Although Dell UK is sticking firm to the Microsoft standard, Cap Gemini made a surprising announcement earlier this week when it revealed plans to start selling Google Apps to big corporate customers. The package of office applications, Google Apps Premier Edition, includes spreadsheets, documents, calendar, Gmail, instant messenger and VoIP and is delivered as a service over the internet. The deal is a boost for Google's ambitions for the corporate market. Cap Gemini's backing helps Google be seen as a viable partner for large businesses - online applications have been seen as more attractive for small businesses which are focussed on costs and lack large IT departments. Cap Gemini, which claims to support more than one million desktops around the world, will charge an annual licence fee for the package of applications as well as make money from integration and support.
EU runs up the white flag
Speaking of flags, the EU has opted for a sparkling new white one by giving up on its attempts to force the UK to adopt metric measurements after many years of trying. From now on, people will be able to sup pints, buy pounds of potatoes and drive for miles in peace, safe from the threat of being forced someday in the future to drink litres, buy kilos and drive kilometres. European Commission industry commissioner Gunter Verheugen admitted "the EU had been making itself unpopular on an issue that didn't really matter".
A black day for a brown bear
Famous Peruvian marmalade-sandwich-munching bear Paddington has been recruited to advertise Marmite. According to The Guardian, advertising agency DDB London has produced an advert where Paddington decides to try a Marmite-and-cheese sandwich instead of his usual fare. He throws a piece of the butty to a bird, who recoils and flies off, causing a chain reaction that ends with a taxi crashing into a shop and a policeman being hit with a watermelon. Paddington is then led off by the policeman.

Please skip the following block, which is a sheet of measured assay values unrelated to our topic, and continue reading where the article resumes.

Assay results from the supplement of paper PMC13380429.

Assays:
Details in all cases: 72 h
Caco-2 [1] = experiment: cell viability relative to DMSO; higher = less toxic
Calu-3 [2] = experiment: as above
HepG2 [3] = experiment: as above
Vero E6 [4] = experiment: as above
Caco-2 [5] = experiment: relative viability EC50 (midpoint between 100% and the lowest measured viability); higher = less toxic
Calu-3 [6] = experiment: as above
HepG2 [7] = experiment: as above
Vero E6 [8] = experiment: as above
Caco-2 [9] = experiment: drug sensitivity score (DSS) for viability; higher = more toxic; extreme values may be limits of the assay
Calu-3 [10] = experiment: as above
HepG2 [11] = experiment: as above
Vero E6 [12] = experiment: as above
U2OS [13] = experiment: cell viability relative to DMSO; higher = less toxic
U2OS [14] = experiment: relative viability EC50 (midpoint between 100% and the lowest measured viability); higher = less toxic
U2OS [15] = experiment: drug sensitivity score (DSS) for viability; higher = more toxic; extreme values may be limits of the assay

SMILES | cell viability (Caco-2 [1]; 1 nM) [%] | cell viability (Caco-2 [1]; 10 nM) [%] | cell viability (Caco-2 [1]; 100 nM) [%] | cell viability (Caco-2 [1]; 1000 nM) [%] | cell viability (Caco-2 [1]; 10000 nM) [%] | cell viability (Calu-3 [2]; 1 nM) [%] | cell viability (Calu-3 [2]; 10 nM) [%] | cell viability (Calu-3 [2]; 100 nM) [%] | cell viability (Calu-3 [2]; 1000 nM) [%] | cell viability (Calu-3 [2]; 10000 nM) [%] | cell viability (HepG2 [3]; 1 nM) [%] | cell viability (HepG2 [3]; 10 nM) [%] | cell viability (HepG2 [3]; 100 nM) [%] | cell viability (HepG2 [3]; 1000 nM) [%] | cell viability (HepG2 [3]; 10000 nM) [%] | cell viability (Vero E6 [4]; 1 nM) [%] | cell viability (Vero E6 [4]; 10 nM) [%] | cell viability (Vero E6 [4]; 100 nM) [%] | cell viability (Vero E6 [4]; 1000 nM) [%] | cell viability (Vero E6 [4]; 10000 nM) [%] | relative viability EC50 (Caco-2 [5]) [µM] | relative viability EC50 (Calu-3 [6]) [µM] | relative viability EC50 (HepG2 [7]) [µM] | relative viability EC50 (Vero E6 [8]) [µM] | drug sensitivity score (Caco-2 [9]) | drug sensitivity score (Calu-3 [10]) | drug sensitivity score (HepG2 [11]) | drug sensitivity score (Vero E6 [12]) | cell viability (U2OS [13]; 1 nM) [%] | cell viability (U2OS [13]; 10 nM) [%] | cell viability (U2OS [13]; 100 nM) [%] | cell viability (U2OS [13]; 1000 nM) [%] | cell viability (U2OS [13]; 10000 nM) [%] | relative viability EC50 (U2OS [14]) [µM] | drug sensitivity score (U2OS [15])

A black and blue day for a burglar
A Colombian armed robber made an elementary error when he decided to target a karate school and is now recovering in hospital. According to local police commander, Colonel Julio Cesar Santoyo, the students "managed to react, put their knowledge to use and disarmed [the robber]".
Not so colourful please, we're losing money
One thing you can say about Australia is that it can definitely get quite colourful, especially given the pride it takes as a country in being plain-speaking to the point of bluntness, but accounting software developer 2Clix has taken a dim view, blaming a "severe downturn in sales" on people bad-mouthing its products in online user forums. The company claims at least 35 comments on forums hosted by the Whirlpool site are "false, malicious and causing financial harm to [2Clix's] trade and business". It is seeking about $125,000 in damages from the operator of the website that hosted the forums.
On the subject of talk, My Little Secret has released a mp3 vibrator that comes in two colours, pink and blue (although colour is not what we're focusing on here), but promotes its main selling point of allowing women to download and listen to erotic audio fantasies or record their own. It's great that the Talking Head can talk, but will the ladies ever really be satisfied if it doesn't listen, too?